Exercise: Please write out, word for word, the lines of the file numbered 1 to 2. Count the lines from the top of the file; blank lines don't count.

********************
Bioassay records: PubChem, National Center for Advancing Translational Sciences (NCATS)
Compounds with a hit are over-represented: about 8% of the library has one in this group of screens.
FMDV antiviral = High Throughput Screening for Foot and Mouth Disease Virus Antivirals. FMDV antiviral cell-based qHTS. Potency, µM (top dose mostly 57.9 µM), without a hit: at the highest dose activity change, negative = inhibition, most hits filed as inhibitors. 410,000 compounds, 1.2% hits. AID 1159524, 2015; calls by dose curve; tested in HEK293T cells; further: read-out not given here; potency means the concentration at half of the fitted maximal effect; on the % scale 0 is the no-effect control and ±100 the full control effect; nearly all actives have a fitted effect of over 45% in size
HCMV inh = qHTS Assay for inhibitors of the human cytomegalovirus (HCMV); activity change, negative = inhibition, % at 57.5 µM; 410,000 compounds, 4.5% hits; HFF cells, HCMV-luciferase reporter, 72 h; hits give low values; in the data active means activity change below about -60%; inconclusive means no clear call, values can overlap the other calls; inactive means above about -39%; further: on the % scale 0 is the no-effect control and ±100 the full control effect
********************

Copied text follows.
Bioassay records: PubChem, National Center for Advancing Translational Sciences (NCATS)
Compounds with a hit are over-represented: about 8% of the library has one in this group of screens.